The lots began appearing more than two years ago in the neighborhoods that surround Eulaton Road and since then, they have become as common as the dilapidated structures that use to sit on them. One-by-one, the Calhoun County enforcement office has identified and removed 118 blighted properties from a five-block area using federal grant money.
“It made it look a lot better,” said Charles Shears, who has lived in the community for almost 30 years. “Most of those old houses were falling in.”
County officials have used the bulk of a $400,000 Community Development Block Grant to clear five blocks, and will soon begin clearing one last block, which includes more than two dozen dilapidated homes, businesses or storage buildings. The program, called the Community Pride Project – West End, was used in Wellborn because there are several blighted properties there and because U.S. census data identified the area as being home to low to moderate income residents.
“The main idea is to help the community,” Calhoun County Enforcement Officer David Pirritano said. “When you do things like this, people get revived and begin cleaning up their property.”
When the lots are cleared, trees and grass are left on them and the empty spaces often take on a park-like appearance.
In once instance a church purchased a pair of cleared lots that adjoin their property to use as a playground for their children. Pirritano said that trend is catching on and that others in the community are beginning to pay backed taxes on lots to use them for several different purposes.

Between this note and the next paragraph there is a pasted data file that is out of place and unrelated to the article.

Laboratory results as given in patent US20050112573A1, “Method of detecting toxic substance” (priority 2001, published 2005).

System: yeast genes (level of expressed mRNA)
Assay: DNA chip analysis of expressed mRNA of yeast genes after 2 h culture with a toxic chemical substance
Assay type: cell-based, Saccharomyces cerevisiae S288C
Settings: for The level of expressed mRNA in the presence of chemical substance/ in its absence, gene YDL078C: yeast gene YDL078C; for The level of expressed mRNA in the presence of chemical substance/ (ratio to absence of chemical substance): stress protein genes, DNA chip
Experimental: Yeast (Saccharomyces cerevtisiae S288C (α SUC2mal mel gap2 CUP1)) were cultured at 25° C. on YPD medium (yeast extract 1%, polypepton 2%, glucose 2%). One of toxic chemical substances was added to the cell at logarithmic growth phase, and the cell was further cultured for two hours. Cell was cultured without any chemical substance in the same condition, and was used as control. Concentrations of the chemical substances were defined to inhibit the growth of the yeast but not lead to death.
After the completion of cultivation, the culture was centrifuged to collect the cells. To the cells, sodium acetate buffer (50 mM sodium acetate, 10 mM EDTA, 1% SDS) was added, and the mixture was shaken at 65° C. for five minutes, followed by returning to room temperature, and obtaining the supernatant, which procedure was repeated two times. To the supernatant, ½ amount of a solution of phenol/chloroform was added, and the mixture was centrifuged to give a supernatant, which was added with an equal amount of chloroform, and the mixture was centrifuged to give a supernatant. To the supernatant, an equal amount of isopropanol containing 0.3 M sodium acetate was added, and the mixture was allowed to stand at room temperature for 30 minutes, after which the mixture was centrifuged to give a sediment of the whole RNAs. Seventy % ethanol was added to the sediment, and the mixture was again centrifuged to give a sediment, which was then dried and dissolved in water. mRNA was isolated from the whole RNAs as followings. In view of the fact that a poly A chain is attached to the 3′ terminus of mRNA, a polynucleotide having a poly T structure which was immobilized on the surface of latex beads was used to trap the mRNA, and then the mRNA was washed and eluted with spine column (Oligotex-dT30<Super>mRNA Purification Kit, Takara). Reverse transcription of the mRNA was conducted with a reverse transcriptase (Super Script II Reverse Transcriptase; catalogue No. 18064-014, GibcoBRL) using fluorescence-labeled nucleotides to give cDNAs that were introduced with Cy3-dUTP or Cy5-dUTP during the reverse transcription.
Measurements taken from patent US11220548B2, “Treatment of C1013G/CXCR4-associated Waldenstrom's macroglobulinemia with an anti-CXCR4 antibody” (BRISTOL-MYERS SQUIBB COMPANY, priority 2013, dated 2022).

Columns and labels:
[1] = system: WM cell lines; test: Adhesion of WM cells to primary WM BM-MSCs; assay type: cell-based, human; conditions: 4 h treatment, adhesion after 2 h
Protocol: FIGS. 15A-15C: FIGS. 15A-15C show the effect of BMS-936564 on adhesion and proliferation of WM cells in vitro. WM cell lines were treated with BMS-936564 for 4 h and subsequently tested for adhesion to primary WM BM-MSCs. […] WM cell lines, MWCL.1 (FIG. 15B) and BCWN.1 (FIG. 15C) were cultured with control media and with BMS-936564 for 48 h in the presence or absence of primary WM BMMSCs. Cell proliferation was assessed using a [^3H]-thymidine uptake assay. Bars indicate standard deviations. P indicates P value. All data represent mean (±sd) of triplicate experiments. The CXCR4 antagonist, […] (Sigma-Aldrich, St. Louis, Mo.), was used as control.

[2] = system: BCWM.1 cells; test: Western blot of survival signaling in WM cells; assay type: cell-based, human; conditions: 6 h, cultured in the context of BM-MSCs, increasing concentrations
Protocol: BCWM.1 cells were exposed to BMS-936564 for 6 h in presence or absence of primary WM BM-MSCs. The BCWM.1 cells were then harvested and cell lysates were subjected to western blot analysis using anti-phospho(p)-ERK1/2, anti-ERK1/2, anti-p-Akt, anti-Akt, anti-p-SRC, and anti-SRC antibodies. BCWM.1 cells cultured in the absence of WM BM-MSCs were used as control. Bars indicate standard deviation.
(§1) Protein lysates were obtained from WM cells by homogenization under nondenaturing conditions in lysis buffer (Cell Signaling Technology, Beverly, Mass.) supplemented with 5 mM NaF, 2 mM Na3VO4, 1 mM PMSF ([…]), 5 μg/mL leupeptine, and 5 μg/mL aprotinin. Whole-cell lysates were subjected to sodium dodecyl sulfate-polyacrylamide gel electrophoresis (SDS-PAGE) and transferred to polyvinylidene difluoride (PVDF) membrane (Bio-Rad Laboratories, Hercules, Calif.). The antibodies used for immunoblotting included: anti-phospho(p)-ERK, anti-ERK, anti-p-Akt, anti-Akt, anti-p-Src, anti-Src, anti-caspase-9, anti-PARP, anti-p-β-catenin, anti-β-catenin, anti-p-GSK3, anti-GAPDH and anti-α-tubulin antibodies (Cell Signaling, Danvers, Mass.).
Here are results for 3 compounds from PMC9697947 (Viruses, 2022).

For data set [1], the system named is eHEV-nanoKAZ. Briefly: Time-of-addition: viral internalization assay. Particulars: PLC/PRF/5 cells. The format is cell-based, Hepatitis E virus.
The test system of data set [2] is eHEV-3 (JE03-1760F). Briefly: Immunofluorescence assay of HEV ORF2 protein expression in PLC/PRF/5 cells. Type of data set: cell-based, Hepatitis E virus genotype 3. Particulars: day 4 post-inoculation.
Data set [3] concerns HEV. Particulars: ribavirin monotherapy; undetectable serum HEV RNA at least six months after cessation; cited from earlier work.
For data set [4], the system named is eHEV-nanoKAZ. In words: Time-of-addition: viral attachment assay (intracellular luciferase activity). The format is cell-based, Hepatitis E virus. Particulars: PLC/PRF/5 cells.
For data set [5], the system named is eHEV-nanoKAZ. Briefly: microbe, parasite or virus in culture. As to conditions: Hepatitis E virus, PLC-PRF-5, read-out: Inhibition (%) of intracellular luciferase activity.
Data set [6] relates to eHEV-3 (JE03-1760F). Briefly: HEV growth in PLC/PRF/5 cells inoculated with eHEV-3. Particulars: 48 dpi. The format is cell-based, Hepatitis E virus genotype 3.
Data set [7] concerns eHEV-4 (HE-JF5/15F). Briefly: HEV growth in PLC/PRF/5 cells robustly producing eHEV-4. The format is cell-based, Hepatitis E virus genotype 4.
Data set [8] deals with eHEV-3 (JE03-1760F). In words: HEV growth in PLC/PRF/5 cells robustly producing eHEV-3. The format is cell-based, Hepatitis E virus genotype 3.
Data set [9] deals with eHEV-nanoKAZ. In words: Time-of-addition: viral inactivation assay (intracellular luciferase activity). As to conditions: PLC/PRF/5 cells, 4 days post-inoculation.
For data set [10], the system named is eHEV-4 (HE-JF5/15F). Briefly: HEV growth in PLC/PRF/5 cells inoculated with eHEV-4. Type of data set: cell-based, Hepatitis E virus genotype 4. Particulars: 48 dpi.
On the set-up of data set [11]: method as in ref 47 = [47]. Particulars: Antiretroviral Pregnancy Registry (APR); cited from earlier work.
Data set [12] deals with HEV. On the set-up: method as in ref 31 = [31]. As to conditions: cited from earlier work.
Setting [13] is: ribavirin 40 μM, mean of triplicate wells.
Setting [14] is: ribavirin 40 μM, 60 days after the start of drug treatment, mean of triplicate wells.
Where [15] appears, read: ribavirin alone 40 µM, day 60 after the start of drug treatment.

Most of the homes in the Wellborn community were once owned by people who worked in the nearby factories, but when they began closing, residents left for jobs in other areas. Some retired and remained there but have long since passed away.
The properties passed to their children, who have moved away or have little time and money to tend to them. As a result, they left behind vacant homes, many of which have collapsed roofs and walls that fold inward like wet cardboard.
Robert and Joyce Deese can attest to that. They have lived in corner lot since they moved there in 1966, but their home, which is kept neat, is surrounded by blighted properties. Their neighbors to the left passed away more than a decade ago, leaving behind a small shotgun-style home with no one to tend to it. Now it stands empty with doors wide open and thick brush surrounding it.
“When we moved here, it was mostly old people and they took care of their things, but as the older people moved out, the young ones came in,” Deese said. “It’s like everything else, it’s changed.”
Pirritano said the program not only benefits the community by providing a better environment for people like the Deeses, it benefits the entire county because once people purchase the cleared properties, they begin paying taxes on the lots. That money, in turn, is used to fund services and projects.
The program is used in addition to the public nuisance laws, which ultimately force people to pay for cleanups provided by the county. Before those cleanups occur, the county enforcement officer gives the property owners more than three months to clear the lots.
If they don’t, the county clears the lots for them, but the owners are stuck with the cost. The bill is noted on their tax records and the property owner is required to pay for it before they can pay their taxes. If the owners fail to pay their property taxes, they risk losing their lots.
“We don’t go in there like storm troopers. We work with them. If they go in and show they’re trying to do it, we extend it,” He said. “We got this money for them, and we want to let them know we got it for them.”
That doesn’t mean residents there are not responsible for their property maintenance. The county enforcement office has already prepared notifications for residents who don’t maintain their property after the program ends.
“If we’re going to spend about a half million dollars to clean up your community, you’re going to clean it up too,” Pirritano said.
Contact staff writer Laura Johnson at 256-235-3544.